Therefore, we hold that the State Board and Court of Special Appeals erred in interpreting the transportation and funding provisions of the charter agreement to mean that Frederick Classical agreed that it is not entitled to transportation funds, and that the Local Board was thus not required to provide a proportional share of the transportation funds in Frederick Classical's per-pupil allocation. Consequently, we need not address Frederick Classical's additional contention that the State Board erred by ruling that a clause stating that non-parties to the contract would take responsibility for transportation could cause it to forego funding.

Although the charter agreement in this case plainly did not include an agreement that Frederick Classical would forego or waive transportation funding, any future charter school agreement that did contain such an express waiver of transportation funding, or any other funding to which a charter school would otherwise be entitled under current State Board precedent or policy—at present, the formula and approach set forth in the City Neighbors declaratory rulings—should be looked upon skeptically by the State Board or a reviewing court. Charter school agreements are, in theory, created through a negotiation process between a charter school and a local school board. However, under the Charter School Program, the local school board is also the chartering authority that decides whether the agreement shall be approved. See ED § 9-103.

As we cautioned in City Neighbors, the flexibility sought by charter school advocates "created obvious areas of conflict with various components of the existing public school system," including "[local] school boards," which historically have "often vehemently opposed the effort" to establish new charter schools. 400 Md. at 329. In part because of that local opposition, we explained that the legislative history of the Charter Schools Program clearly showed a legislative intent to vest the State Board with the "primary authority to interpret, and the ultimate authority to implement [ED § 9-109]." Id. at 355. In contrast, we determined that "[t]here is nothing in the legislative record to suggest an intent to vest such ultimate authority in the local school boards, which, as noted, could lead not only to disparate methodologies for implementing a uniform State law but allow the very entities that had consistently opposed the legislative effort to throttle it through their administratively unreviewable funding policies." Id.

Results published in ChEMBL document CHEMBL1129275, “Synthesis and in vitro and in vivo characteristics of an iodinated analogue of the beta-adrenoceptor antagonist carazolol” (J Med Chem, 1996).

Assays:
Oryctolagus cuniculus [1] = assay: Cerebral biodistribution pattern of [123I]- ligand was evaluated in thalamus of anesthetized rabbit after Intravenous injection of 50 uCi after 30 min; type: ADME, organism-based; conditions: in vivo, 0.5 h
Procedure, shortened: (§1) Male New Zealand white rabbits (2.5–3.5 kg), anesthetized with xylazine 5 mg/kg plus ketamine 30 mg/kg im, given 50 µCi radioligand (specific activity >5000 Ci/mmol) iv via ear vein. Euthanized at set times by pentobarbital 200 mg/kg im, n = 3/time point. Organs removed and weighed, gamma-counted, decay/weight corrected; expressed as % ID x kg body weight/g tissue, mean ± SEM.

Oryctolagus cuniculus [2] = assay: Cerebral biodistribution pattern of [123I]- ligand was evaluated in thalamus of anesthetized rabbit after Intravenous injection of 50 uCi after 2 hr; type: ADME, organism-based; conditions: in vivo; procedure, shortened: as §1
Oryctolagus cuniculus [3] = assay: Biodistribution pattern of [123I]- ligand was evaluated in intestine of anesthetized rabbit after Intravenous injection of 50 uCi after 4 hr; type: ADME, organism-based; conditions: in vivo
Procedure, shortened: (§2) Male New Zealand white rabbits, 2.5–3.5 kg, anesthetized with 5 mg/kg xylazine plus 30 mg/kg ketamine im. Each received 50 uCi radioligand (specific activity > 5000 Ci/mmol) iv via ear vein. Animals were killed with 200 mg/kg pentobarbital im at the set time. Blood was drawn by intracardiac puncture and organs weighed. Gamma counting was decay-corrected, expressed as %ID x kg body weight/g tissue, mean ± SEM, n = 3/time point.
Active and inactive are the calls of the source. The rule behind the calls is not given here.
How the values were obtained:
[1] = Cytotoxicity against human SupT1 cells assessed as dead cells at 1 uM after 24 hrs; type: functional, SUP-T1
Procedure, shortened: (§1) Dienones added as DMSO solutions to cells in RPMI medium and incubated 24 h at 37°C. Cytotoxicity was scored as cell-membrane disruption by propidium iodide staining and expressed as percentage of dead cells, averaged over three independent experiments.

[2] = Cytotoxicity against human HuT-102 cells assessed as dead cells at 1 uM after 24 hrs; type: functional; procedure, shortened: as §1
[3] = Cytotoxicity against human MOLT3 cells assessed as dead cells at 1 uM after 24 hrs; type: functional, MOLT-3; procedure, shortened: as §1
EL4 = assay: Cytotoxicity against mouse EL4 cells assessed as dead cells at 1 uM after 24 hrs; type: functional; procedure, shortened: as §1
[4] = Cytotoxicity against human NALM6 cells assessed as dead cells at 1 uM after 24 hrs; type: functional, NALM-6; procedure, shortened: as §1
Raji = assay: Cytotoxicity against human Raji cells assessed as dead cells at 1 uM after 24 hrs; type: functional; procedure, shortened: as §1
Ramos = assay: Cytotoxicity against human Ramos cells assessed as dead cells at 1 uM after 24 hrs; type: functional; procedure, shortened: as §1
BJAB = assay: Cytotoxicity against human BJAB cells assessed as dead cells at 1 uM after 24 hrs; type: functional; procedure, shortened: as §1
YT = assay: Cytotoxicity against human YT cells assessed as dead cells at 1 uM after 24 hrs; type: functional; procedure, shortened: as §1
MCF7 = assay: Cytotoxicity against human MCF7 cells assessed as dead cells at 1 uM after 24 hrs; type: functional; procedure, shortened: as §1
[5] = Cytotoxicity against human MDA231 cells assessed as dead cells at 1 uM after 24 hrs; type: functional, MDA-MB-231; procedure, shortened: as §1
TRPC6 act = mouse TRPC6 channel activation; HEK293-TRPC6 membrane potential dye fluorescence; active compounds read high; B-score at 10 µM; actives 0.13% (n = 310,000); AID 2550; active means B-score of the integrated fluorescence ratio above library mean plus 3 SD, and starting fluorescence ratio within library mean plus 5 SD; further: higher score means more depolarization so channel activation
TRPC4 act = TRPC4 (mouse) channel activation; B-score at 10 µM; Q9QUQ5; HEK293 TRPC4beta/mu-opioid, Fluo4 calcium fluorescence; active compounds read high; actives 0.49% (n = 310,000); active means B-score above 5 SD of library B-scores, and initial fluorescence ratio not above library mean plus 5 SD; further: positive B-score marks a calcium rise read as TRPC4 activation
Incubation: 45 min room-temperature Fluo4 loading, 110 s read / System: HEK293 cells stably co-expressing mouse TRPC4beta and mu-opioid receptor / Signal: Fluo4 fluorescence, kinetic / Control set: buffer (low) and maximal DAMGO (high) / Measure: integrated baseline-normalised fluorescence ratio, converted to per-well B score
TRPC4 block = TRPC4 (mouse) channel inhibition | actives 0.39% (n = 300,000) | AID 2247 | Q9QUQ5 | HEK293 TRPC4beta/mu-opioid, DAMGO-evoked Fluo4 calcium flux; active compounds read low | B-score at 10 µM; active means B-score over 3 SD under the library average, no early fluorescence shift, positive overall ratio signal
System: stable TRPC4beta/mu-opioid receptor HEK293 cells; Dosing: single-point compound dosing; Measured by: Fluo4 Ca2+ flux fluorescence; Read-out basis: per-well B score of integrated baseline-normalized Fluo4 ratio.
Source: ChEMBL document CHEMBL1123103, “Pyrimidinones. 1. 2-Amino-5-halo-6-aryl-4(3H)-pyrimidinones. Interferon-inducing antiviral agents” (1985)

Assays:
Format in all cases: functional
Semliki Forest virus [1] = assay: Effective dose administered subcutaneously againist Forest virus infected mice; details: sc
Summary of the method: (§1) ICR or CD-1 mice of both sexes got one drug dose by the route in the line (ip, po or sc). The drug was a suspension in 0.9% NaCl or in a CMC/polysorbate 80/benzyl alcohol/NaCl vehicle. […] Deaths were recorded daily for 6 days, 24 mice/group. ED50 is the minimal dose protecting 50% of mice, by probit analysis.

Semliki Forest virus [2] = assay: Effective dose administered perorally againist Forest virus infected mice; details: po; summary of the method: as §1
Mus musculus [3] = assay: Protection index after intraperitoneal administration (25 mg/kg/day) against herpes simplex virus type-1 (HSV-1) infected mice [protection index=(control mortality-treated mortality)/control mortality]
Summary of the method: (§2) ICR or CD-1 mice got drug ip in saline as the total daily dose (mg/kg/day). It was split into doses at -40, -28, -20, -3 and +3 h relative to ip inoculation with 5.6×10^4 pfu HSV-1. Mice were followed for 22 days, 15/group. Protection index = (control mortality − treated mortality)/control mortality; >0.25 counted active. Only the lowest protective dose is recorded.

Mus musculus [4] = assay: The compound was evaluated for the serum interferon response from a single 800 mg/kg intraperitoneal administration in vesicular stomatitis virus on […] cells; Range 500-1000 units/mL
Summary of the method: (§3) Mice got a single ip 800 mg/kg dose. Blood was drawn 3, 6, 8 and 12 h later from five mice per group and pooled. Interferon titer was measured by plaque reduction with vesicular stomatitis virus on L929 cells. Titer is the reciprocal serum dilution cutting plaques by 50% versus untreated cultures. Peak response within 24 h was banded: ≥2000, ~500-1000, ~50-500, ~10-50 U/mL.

This history indicates that there is at least a possibility that local school boards may, in some instances, be tempted to abuse their position as the chartering authority for charter schools and dictate "take it or leave it" terms in a charter agreement that would require a charter school to forego funding to which it was otherwise entitled under ED § 9-109 and State Board precedent. If a charter school objects to such a provision, and appeals from a local board's decision to mandate the inclusion of such a provision to the State Board, the State Board should review it carefully to ensure that it is consistent with its own precedent and the legislative intent and purpose of the Charter Schools Program. And, if such a provision in a charter agreement were subject to judicial review in an appeal of a State Board decision, courts should look carefully to determine whether the provision is unconscionable. See, e.g., Barrie Sch. v. Patch, 401 Md. 497, 517, (2007) (defining an unconscionable contract as one that "involves extreme unfairness, made evident by (1) one party's lack of meaningful choice, and (2) contractual terms that unreasonably favor the other party") (citations and internal quotation marks omitted).